• Tracheal aspirate specimens appear to carry a lower risk of aerosolization and can be obtained without disconnecting the patient from the ventilator
      • Although we don’t know the true sensitivity and specificity of the SARS-CoV-2 RT-PCR test, based on limited information a single negative swab from the upper airway does not rule out COVID-19 infection. Repeated sampling from multiple sites will increase diagnostic yield
      • Finally, a positive test for another respiratory virus does not rule out COVID-19, and should not delay testing if there is a high suspicion of COVID-19. This is a changing paradigm and important to realize, that a positive viral result does not rule out COVID-19 infection. A pre-release study out of Stanford showed a 23% rate of co-infection [Link is HERE]. Of the 49 positive SARS-CoV-2 results, 11 (22.4%) also had a co-infection.

Supportive Care:

  1. For patients in shock = Dynamic parameters (i.e. skin temperature, capillary refill time, and/or serum lactate measurement) over static parameters to assess fluid responsiveness (WR-LQE)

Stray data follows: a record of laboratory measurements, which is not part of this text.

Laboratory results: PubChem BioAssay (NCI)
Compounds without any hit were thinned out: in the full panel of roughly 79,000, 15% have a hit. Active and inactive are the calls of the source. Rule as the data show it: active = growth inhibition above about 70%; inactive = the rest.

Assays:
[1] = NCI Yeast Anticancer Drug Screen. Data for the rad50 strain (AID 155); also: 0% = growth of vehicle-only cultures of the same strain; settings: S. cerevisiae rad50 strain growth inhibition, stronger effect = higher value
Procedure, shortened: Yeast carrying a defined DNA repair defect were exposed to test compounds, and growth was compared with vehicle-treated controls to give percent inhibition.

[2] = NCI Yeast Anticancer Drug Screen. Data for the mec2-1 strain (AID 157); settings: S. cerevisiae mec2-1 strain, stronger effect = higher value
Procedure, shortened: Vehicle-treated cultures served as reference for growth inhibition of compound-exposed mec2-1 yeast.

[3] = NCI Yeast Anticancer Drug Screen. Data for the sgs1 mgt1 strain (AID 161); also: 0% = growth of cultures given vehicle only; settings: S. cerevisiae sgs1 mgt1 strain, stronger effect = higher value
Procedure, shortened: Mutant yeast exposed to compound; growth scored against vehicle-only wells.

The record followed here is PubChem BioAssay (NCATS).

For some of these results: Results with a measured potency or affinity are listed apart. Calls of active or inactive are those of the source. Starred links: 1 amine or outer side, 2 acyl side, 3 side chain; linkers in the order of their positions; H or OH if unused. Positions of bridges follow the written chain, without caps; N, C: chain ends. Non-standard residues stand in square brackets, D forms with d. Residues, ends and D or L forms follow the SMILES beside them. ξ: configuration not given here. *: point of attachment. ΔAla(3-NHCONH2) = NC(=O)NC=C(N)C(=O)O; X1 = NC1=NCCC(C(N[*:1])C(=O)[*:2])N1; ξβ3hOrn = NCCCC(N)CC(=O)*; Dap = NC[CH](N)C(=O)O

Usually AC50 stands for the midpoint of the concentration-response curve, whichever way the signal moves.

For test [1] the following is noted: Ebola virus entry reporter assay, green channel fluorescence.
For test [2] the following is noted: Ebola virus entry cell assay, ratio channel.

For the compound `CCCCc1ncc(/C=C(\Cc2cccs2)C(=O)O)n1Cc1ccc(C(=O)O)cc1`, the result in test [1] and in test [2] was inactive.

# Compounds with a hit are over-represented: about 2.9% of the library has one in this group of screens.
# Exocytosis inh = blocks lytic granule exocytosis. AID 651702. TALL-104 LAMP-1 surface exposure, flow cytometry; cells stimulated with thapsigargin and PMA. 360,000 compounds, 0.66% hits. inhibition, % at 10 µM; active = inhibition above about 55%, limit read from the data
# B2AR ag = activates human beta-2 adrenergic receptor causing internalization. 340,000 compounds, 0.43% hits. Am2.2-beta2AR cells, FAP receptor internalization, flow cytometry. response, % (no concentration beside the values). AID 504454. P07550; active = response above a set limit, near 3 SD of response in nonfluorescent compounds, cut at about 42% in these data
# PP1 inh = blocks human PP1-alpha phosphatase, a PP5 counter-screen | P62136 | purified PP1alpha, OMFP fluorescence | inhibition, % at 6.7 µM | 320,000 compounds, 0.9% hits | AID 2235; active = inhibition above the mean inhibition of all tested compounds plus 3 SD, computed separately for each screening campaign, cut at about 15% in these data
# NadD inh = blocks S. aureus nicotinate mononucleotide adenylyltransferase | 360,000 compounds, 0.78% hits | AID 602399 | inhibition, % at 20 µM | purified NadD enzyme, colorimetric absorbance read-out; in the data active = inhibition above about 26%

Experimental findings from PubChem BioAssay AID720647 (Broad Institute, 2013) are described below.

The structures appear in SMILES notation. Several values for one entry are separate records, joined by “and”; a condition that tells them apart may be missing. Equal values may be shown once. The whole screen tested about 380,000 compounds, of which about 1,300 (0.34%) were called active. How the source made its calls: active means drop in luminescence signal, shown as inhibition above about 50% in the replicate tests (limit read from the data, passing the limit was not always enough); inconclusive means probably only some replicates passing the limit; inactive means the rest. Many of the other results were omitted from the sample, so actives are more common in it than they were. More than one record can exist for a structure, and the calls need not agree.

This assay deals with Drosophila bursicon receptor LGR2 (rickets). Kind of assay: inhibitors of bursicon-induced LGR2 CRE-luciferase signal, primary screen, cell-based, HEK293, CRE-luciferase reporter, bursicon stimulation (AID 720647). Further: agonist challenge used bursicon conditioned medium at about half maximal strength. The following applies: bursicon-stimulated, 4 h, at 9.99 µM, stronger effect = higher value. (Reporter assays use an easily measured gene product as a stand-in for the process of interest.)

2. Acute resuscitation of adults with suspected/confirmed COVID-19 and shock = Conservative over a liberal fluid strategy (WR-VLQE))
    • This recommendation comes from patients with sepsis and ARDS data. Unfortunately, what “conservative” means was not listed
  3. Acute resuscitation of adults with suspected/confirmed COVID-19 and shock:
    • Crystalloids > colloids (SR-MQE)
    • Buffered/balanced crystalloids > unbalanced crystalloids (WR-MQE)
    • Don’t use hydroxyethyl starches (SR-MQE)
    • Don’t use dextrans (WR-LQE)
    • Don’t use albumin for initial resuscitation (WR-MQE)

Vasoactive Agents:

  1. For adults with COVID-19 and shock:
  2. 1st line = norepinephrine (WR-LQE)
  3. If norepinephrine not available = Vasopressin or epinephrine as first-line (WR-LQE)
    • Don’t use dopamine if norepinephrine is available (SR-HQE)